With these statements I could see that the judge was softening, and I sensed that those in the gallery were “in my corner,” and in essence were silently cheering me on. I continued: “Your Honor, my client [it is amazing how soon one adapts to the use of legalese] acknowledges his guilt, but we believe there are extenuating circumstances that must be taken into account. Your Honor, I must point out the fact that Mr. Shin, for a very logical reason in his mind, did not have his car properly registered. Mr. Shin had just recently purchased the car in question. His former vehicle had succumbed to old age, and he had secured a replacement. In Korea one transfers the plates to new purchases without doing any paperwork, and thus Mr. Shin had believed he was within the law. Realizing that ignorance is no excuse, my client admits total guilt on all three counts and wishes to throw himself upon the mercy of the Court.”
The judge seemed to weigh her words, but her first response was encouraging for she said, “Dr. Cummins, the Court appreciates your concern for your neighbor and the fine presentation you have made in his defense. The Court wishes to show mercy and justify Mr. Shin, but before mercy can be shown in any court of law, there must be a personal acknowledgement of guilt. Therefore, I must ask Mr. Shin directly, Sir, are you guilty?”
At this point, Mr. Shin tightened his resolve and stood at his full stature. He looked the judge in the eye, and resolutely answered, “No!” There was a ripple of laughter and a few audible gasps in the gallery.
I immediately stepped forward and said, “Your Honor, Mr. Shin does not understand English. Let me have a few moments aside to explain to him, and I am sure he will admit his guilt.” The judge graciously concurred, and I took Mr. Shin a few feet away and whispered firmly, “You must admit guilt. You will go free if you will admit your guilt. When the judge asks you another question, you must answer ‘yes.’ Do you understand?” With glazed eyes he looked at me, and we shuffled back before the bench. Again the judge intoned: “Sir, are you guilty?” Once again Mr. Shin stiffened as he looked forward and responded, “No.”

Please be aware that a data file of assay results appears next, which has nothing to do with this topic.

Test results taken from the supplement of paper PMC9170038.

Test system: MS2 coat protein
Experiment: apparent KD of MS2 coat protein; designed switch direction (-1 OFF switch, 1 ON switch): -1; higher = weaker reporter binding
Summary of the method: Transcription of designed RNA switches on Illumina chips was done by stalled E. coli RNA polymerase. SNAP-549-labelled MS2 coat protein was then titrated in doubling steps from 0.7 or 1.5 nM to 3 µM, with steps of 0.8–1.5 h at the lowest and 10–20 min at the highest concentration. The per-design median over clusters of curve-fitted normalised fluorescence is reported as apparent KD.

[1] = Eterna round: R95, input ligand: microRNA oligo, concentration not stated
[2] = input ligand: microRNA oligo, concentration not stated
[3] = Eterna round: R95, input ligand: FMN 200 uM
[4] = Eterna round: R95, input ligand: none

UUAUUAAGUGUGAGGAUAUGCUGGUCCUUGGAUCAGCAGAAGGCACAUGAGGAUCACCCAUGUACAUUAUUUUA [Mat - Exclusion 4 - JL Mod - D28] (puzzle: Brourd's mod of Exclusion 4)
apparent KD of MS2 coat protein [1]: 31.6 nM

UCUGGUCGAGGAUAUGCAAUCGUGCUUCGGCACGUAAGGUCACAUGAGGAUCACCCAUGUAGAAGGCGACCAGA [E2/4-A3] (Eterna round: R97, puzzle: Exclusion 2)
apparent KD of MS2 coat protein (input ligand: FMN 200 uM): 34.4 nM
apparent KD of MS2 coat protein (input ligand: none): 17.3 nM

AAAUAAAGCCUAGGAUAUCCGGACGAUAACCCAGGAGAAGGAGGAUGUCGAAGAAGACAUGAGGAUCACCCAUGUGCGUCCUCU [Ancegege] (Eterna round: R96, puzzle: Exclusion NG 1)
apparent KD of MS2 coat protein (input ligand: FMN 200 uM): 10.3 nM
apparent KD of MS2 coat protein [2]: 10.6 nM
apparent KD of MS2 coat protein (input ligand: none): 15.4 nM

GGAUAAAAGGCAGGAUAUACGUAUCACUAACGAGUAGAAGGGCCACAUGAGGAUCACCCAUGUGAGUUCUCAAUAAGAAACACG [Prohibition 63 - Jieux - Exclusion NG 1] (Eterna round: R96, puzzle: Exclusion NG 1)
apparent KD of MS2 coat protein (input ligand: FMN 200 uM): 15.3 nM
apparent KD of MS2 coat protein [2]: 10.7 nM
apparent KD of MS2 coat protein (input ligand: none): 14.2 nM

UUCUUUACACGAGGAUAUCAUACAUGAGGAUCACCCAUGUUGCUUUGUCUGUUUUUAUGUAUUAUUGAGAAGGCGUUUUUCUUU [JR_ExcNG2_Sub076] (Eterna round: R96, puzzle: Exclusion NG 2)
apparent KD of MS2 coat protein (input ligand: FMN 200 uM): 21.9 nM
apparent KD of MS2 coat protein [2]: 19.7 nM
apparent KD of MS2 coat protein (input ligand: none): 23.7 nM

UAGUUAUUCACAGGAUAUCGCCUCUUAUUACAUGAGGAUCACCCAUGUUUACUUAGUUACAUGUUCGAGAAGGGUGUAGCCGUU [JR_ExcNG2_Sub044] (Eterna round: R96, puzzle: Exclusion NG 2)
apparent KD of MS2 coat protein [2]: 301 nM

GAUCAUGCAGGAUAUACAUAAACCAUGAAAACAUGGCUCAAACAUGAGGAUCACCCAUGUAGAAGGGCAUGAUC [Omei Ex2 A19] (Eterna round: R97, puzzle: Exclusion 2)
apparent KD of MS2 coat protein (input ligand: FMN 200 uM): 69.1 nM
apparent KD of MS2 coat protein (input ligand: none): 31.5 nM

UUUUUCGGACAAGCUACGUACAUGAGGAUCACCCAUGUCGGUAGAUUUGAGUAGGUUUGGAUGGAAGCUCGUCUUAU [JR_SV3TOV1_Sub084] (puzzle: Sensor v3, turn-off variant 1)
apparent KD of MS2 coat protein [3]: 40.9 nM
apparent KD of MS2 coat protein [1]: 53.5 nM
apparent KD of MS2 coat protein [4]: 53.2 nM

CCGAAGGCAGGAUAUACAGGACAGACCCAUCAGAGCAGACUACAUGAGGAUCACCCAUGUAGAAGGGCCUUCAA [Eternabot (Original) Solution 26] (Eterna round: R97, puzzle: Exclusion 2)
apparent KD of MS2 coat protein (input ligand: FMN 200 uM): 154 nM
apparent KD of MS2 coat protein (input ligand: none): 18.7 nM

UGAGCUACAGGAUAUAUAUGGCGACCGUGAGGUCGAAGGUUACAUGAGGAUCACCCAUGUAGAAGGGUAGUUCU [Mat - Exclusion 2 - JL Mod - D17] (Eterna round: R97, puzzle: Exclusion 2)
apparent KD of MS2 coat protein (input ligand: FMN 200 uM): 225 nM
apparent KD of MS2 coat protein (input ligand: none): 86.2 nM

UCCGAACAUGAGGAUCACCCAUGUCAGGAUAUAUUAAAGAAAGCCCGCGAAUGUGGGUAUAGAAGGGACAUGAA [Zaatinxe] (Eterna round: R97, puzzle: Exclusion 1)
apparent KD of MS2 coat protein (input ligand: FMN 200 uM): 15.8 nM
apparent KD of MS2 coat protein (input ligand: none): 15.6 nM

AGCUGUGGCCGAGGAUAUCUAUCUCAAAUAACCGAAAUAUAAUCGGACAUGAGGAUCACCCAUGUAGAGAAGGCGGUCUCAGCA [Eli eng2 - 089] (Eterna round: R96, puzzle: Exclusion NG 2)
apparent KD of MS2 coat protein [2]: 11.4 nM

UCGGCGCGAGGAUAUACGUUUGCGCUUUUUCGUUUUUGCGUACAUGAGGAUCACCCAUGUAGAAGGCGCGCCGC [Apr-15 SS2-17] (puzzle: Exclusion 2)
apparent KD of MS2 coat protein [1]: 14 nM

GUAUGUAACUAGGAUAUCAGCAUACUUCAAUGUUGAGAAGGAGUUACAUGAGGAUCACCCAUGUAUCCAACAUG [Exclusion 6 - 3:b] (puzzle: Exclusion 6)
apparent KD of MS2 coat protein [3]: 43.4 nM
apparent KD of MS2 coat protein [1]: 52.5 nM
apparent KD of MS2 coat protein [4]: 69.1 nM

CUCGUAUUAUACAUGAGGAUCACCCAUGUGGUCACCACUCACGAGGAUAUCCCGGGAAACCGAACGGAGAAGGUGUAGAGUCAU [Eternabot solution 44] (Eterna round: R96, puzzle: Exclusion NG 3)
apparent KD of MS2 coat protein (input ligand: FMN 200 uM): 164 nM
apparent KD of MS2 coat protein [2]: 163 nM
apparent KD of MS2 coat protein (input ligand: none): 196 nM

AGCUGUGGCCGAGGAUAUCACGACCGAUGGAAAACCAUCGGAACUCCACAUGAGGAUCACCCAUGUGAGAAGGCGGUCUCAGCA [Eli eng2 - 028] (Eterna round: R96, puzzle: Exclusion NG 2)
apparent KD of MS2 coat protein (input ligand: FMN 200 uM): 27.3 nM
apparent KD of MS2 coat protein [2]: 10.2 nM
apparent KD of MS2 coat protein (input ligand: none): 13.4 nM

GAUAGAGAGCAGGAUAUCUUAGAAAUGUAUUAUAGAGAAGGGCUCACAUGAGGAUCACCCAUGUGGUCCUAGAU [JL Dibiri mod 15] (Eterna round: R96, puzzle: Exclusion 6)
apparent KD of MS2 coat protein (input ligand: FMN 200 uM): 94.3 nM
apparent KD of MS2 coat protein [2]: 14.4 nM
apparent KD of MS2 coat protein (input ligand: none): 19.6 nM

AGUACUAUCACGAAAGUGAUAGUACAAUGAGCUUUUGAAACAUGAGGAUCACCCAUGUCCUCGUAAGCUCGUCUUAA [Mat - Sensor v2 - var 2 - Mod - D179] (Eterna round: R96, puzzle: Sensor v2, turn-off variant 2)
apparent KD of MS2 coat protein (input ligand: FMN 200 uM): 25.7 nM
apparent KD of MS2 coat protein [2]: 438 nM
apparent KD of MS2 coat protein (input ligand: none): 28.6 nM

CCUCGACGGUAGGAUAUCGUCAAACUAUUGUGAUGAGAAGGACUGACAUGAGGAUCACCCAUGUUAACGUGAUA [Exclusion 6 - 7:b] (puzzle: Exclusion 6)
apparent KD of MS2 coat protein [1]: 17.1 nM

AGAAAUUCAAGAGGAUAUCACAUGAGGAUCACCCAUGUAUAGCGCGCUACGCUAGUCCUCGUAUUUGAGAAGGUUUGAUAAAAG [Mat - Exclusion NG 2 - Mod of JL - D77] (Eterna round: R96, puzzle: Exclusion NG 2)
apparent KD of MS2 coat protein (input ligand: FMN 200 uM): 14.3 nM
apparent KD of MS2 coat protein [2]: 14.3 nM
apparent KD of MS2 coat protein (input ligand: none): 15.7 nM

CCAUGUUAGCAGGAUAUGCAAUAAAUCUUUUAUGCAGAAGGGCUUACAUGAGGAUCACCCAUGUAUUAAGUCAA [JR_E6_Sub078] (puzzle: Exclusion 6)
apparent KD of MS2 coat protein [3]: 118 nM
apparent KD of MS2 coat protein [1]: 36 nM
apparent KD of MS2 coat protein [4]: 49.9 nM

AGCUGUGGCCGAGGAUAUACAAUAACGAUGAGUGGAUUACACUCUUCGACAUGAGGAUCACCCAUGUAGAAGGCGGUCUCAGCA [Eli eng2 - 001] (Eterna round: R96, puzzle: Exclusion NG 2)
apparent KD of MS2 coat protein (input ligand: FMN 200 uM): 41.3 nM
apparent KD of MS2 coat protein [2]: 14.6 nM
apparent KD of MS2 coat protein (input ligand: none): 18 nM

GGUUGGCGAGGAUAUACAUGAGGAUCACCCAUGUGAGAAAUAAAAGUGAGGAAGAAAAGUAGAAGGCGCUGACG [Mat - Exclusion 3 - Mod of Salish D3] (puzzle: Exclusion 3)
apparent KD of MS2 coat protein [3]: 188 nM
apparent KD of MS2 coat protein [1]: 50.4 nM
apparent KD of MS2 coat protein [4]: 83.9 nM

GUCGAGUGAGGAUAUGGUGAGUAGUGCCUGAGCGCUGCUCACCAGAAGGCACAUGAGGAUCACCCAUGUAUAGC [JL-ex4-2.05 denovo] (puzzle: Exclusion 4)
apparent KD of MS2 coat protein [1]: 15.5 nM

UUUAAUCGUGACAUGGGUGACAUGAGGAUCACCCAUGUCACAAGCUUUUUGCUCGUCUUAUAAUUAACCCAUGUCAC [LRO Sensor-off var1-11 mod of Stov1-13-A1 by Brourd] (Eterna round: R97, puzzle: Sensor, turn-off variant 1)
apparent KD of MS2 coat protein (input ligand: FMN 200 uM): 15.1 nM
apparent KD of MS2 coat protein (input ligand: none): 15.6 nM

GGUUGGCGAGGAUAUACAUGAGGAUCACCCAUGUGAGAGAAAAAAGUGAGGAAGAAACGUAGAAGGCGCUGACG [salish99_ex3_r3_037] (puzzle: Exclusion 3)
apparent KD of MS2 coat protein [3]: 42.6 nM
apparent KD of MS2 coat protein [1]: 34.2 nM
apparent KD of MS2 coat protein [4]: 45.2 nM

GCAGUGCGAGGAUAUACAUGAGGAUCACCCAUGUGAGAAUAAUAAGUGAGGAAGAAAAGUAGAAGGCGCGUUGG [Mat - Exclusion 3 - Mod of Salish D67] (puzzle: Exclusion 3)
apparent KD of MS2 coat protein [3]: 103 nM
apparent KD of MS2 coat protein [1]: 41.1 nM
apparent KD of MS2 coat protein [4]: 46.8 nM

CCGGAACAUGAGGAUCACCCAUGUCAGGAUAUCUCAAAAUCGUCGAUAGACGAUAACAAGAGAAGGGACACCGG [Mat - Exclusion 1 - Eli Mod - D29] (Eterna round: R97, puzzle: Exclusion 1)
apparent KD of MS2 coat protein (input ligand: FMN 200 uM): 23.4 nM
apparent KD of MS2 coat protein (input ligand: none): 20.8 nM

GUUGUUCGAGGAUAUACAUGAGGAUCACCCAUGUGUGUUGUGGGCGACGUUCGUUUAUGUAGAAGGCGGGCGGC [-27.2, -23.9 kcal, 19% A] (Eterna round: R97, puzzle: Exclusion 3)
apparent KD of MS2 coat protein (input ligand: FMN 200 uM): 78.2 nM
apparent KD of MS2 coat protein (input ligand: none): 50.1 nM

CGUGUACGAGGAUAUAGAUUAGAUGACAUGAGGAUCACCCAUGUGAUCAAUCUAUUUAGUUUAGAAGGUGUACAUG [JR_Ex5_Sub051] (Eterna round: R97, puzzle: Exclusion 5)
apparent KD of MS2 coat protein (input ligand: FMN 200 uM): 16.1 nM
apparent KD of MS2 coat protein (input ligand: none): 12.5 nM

Amidst the laughter of the audience, I stepped forward again and said, “Your Honor, the Court must realize what is in Mr. Shin’s mind. In Korea any admission of guilt would mean immediate incarceration, and, when asked that question, my client could only envision prison bars.” It is not my purpose to report the resolution of the case, but I would point out the great truth that the secular judge stated: “Mercy can be granted only when there is a personal acknowledgement of guilt!”
It is also thus in the Divine Court of Heaven. God has abundant mercy, and it is available to sinners if they are willing to acknowledge their guilt before Him. The most difficult thing in the world today is to find a sinner. Men and women seek to justify themselves, not realizing that the mercy of God is available freely to all who will admit the guilt of sin and accept the grace of God. Justification, pardon, and mercy can only be experienced when men acknowledge and admit their sin. How appropriate for sinners to call unto the Lord, “God be merciful to me a sinner” (Luke 18:13).
Dear friend, the loving God offers you His free pardon today if you will admit your guilt and by faith trust in Him. If you by faith today would throw yourself on the mercy of God, your judgment would be removed, and eternal life would be yours. God would place you in His Son, and wonderfully, “There is therefore now no condemnation to them which are in Christ Jesus” (Romans 8:1).
The late Dr. David L. Cummins was Deputation Director of Baptist World Mission in Decatur, Alabama. He says that Mr. Shin finally admitted his guilt and was allowed to go free.